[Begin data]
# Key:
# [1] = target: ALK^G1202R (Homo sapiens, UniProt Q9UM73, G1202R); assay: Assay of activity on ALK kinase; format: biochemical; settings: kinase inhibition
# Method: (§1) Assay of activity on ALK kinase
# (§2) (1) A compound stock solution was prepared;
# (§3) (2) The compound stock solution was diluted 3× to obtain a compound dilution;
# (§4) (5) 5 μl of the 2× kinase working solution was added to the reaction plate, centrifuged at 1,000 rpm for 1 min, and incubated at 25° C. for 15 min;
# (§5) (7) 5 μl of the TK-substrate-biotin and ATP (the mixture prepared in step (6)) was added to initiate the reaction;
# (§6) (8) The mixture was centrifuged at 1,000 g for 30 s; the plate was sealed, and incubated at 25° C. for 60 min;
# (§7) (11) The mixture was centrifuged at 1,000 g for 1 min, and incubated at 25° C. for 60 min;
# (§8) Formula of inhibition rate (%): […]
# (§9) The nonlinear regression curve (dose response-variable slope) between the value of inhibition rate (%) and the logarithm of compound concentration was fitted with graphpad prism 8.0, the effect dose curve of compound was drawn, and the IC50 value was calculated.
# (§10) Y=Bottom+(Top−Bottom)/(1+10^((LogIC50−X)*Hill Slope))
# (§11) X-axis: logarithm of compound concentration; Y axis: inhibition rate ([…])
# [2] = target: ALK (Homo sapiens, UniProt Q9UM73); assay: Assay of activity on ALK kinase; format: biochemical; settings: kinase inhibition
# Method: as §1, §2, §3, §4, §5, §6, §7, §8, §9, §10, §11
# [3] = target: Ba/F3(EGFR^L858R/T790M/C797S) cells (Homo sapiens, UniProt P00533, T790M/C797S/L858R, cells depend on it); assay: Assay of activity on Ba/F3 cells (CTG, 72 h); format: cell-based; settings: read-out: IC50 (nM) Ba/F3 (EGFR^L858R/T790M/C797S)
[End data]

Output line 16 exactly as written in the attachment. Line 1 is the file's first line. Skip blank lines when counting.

# [3] = target: Ba/F3(EGFR^L858R/T790M/C797S) cells (Homo sapiens, UniProt P00533, T790M/C797S/L858R, cells depend on it); assay: Assay of activity on Ba/F3 cells (CTG, 72 h); format: cell-based; settings: read-out: IC50 (nM) Ba/F3 (EGFR^L858R/T790M/C797S)